Benson, Ophelia

views updated

Benson, Ophelia




Home and office—Seattle, WA. E-mail—[email protected].


Writer and editor. Cofounder, Butterflies and


(With Jeremy Stangroom) The Dictionary of Fashionable Nonsense: A Guide for Edgy People, Souvenir (London, England), 2004.

(With Jeremy Stangroom) Why Truth Matters, Continuum (New York, NY), 2006.

Deputy editor, and author of monthly column "Interrogations," for Philosophers'.


Ophelia Benson is the cofounder and editor of Butterflies and Wheels, a Web site designed to inform readers of the truth behind pseudoscience. In addition, with Jeremy Stangroom she has written The Dictionary of Fashionable Nonsense: A Guide for Edgy People and Why Truth Matters. The purpose of the first volume is to debunk the plethora of myths and beliefs that are assumed to be true simply because they have gained attention or common acceptance in society. Benson and Stangroom argue that certain phrases and words in particular, such as "anything goes" and "ideology," are used in order to talk around a subject and distract listeners or readers from the truth. Phil Mole, in a review for the Skeptical Inquirer, called the book "an excellent contribution to the small but important genre of satirical dictionaries," adding that he "recommended [the book] to anyone wishing a deeper understanding of the follies of our time."

Why Truth Matters addresses what Benson and Stangroom state to be an ever-dwindling interest in getting to the truth in any given situation in favor of a more postmodern, accepting method of dealing with a problem. They provide readers with numerous examples across a spectrum of subjects, from science to politics to literature, illustrating how this new tendency is weakening the progress of humanity. Johann Hari, in a review for the London Independent on Sunday quoted on his Johann Hari Archives Web site, remarked that the book is "a defense of Enlightenment values and the pursuit of uncomfortable truths from the feminist left." Library Journal contributor Jason Moore observed: "The book's strong point is its reasonable and concise overview of the major arguments and viewpoints."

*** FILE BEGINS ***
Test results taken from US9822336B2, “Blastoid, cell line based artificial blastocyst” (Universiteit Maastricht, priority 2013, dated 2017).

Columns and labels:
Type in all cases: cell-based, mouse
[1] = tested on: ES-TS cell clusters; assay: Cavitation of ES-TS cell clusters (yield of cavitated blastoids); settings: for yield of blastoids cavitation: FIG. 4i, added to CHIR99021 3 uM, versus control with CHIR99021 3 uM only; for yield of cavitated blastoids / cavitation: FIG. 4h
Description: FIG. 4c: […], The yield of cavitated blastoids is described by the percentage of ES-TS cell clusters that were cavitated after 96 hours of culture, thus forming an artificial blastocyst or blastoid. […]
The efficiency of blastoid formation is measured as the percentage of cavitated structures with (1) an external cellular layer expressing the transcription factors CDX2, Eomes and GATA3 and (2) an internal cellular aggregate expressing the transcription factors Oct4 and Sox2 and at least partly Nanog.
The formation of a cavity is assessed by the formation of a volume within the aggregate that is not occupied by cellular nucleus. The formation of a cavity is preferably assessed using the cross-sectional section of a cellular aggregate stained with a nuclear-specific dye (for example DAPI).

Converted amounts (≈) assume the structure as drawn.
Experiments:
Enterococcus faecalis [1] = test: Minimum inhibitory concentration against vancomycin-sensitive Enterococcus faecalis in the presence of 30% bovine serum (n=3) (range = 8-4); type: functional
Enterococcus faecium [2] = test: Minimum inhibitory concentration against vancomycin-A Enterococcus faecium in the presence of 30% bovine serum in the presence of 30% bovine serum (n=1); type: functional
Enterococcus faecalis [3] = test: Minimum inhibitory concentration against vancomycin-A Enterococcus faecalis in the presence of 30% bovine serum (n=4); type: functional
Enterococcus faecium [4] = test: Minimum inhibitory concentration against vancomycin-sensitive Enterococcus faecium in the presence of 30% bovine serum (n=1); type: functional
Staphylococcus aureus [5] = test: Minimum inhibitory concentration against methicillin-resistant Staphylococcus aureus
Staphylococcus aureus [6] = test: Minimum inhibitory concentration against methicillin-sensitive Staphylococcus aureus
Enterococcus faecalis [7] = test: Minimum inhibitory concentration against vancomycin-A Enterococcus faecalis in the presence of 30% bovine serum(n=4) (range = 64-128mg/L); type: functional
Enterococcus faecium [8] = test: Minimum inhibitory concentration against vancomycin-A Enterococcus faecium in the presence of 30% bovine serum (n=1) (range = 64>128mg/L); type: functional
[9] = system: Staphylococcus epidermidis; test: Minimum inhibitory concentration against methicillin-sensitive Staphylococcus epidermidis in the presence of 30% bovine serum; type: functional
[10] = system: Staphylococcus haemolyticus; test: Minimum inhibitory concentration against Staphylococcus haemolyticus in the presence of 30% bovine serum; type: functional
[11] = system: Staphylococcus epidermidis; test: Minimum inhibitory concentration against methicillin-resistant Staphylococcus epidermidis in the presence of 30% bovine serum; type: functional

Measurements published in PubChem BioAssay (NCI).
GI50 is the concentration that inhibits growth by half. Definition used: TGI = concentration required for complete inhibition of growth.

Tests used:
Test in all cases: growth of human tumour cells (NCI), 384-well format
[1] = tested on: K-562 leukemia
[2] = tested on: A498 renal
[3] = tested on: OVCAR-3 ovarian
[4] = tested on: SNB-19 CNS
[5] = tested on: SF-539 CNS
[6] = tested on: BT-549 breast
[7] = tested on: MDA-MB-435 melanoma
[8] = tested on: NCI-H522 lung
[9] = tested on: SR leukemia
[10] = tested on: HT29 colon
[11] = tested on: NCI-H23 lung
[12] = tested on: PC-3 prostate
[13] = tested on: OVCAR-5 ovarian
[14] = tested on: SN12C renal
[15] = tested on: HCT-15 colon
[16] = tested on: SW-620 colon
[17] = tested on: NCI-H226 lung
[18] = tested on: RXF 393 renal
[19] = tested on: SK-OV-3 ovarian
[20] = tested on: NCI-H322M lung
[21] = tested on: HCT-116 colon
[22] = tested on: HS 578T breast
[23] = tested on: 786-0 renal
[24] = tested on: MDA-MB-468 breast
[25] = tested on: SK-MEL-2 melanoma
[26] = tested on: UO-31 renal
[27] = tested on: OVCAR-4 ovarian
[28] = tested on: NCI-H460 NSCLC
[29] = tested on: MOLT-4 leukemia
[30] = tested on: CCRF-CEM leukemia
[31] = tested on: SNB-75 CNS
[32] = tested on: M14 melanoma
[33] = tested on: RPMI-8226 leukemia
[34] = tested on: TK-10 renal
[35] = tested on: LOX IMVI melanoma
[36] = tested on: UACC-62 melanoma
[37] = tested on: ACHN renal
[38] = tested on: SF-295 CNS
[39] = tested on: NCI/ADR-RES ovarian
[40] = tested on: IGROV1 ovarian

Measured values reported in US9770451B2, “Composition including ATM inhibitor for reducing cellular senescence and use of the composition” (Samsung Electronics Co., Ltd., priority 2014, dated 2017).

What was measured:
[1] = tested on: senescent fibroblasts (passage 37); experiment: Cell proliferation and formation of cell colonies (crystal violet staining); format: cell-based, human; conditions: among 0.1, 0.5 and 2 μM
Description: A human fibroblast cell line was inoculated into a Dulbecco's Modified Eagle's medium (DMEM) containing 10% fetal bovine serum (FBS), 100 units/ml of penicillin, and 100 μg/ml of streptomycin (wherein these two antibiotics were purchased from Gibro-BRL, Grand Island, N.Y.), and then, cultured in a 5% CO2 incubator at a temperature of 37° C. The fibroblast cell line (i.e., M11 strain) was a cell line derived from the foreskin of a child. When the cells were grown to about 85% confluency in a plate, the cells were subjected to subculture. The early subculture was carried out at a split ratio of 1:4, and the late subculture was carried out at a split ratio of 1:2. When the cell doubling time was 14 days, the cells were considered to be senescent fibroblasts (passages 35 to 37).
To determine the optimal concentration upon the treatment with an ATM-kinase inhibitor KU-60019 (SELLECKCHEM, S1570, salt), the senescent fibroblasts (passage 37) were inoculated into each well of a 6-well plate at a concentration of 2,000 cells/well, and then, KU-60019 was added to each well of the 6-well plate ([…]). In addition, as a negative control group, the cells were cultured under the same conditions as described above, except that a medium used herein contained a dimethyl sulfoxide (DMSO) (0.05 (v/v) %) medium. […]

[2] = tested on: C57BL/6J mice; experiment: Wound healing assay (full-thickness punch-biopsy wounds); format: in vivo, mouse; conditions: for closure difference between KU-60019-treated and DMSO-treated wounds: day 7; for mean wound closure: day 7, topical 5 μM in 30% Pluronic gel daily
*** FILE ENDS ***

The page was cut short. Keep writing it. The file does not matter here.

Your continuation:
Benson told CA: "Writing is my way of arguing with the world, as well as my way of thinking about it, talking to it, considering it from new angles. I like the essay as a form, and essayists are among my favorite writers—Montaigne and William Hazlitt especially. I like essays, articles, and books to be no longer than they need to be; I don't like padding or diffuseness, although I do like complex syntax and thought. I don't like simple writing or language, but I do like concision."



Choice: Current Reviews for Academic Libraries, October 1, 2006, C.S. Seymour, review of Why Truth Matters, p. 309.

Library Journal, May 1, 2006, Jason Moore, review of Why Truth Matters, p. 89.

Reference & Research Book News, February 1, 2007, review of Why Truth Matters.

Skeptical Inquirer, May 1, 2005, Phil Mole, "Nonsense in Vogue," review of The Dictionary of Fashionable Nonsense: A Guide for Edgy People, p. 56.

Times Higher Education Supplement, December 24, 2004, "The Hip and the Dead," p. 28.

Times Literary Supplement, January 28, 2005, Toby Lichtig, review of The Dictionary of Fashionable Nonsense, p. 33; October 20, 2006, Jack Darach, review of Why Truth Matters, p. 32.


Butterflies and Wheels, (August 22, 2007), biography of Ophelia Benson.

Johann Hari Archives, (March 13, 2006), Johann Hari, review of Why Truth Matters, from the Independent on Sunday.

Third Camp, (August 21, 2007), Arash Sorx, interview with Ophelia Benson.

3:AM Magazine Online, (January 31, 2007), David Thompson, interview with Ophelia Benson.

Virtual Philosopher Blog, (January 3, 2007), Nigel Warburton, interview with Ophelia Benson.

Why Truth Matters Web site, (August 21, 2007), biography of Ophelia Benson.